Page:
One Hundred Years of James Joyce’s “Ulysses”
Ulysses is widely regarded as the greatest novel of the twentieth century. Commemorating the 1922 publication of this modernist masterwork, One Hundred Years of James Joyce’s “Ulysses” tells the story of the writing, revising, printing, and censorship of the novel.
Edited by world-renowned Irish novelist and literary critic Colm Tóibín, this book presents ten essays by preeminent Joyce scholars and by curators of his manuscripts and early editions, as well as an interview with Sean Kelly, the New York gallery owner who donated his extensive Joyce collection to The Morgan Library & Museum. Beginning with Tóibín’s expert interpretation of the Dublin context for Ulysses, the volume follows Joyce in Trieste, Zurich, and Paris from 1914 up through the novel’s publication―and the international scandal and fame that ensues. It draws on Joyce’s notebooks and letters, as well as extant manuscripts and proofs, to provide new insights into Joyce’s life, the narrative and place of Ulysses, and the printed book.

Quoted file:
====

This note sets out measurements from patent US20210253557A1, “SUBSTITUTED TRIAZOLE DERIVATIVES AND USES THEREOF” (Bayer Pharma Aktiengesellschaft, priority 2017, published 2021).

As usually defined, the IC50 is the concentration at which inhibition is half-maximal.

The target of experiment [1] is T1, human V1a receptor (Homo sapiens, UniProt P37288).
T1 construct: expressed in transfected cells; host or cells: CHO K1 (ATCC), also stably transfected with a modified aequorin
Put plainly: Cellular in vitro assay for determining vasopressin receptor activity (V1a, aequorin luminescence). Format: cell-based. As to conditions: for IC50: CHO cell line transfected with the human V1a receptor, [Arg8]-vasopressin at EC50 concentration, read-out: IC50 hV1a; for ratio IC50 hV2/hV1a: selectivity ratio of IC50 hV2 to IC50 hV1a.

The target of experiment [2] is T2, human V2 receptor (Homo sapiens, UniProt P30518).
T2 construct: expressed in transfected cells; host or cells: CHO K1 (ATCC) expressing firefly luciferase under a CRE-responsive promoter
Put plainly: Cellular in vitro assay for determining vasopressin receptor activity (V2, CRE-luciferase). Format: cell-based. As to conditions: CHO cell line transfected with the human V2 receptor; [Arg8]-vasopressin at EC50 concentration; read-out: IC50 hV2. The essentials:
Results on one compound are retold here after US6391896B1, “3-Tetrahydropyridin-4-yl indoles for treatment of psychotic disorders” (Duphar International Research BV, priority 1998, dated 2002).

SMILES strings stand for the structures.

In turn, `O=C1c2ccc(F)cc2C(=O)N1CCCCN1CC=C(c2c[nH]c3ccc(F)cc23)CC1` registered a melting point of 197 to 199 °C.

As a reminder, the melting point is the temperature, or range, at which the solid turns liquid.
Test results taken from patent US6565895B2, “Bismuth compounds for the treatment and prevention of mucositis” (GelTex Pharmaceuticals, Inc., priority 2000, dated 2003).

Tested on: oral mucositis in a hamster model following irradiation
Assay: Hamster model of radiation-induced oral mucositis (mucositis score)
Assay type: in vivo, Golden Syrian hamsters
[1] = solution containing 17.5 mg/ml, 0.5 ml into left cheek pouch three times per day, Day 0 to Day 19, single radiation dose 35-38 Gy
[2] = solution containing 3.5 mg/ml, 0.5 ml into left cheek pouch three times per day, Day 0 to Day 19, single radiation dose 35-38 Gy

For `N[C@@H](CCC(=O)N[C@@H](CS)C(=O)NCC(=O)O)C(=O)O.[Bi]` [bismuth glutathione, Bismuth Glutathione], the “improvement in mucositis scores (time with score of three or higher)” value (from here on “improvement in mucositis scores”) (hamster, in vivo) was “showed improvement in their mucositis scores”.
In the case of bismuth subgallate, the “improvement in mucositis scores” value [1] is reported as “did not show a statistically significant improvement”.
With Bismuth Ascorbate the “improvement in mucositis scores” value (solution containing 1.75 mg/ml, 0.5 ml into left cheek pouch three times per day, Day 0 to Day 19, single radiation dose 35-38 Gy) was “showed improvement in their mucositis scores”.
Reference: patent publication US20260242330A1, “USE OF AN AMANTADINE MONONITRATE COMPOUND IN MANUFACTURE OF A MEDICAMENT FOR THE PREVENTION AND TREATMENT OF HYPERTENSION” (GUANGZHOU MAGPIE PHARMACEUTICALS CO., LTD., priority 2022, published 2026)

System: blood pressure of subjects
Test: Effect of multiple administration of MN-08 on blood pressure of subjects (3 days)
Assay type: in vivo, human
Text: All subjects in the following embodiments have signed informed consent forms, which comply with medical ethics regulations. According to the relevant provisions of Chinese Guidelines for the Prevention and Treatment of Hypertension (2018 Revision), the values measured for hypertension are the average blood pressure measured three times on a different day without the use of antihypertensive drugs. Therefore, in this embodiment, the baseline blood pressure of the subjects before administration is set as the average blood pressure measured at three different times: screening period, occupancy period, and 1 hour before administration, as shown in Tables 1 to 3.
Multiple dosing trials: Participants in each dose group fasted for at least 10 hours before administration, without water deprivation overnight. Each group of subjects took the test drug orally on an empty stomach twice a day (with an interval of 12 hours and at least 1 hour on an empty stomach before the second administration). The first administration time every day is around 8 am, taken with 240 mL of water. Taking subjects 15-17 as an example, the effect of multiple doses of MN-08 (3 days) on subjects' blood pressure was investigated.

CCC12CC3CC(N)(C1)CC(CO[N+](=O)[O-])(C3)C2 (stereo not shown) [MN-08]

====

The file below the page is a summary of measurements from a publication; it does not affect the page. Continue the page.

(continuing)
Rich and illuminating, this volume is essential for scholars, fans, and readers of the novel. Along with the editor, contributors include Ronan Crowley, Maria DiBattista, Derick Dreher, Catherine Flynn, Anne Fogarty, Rick Gekoski, Joseph M. Hassett, James Maynard, and John McCourt.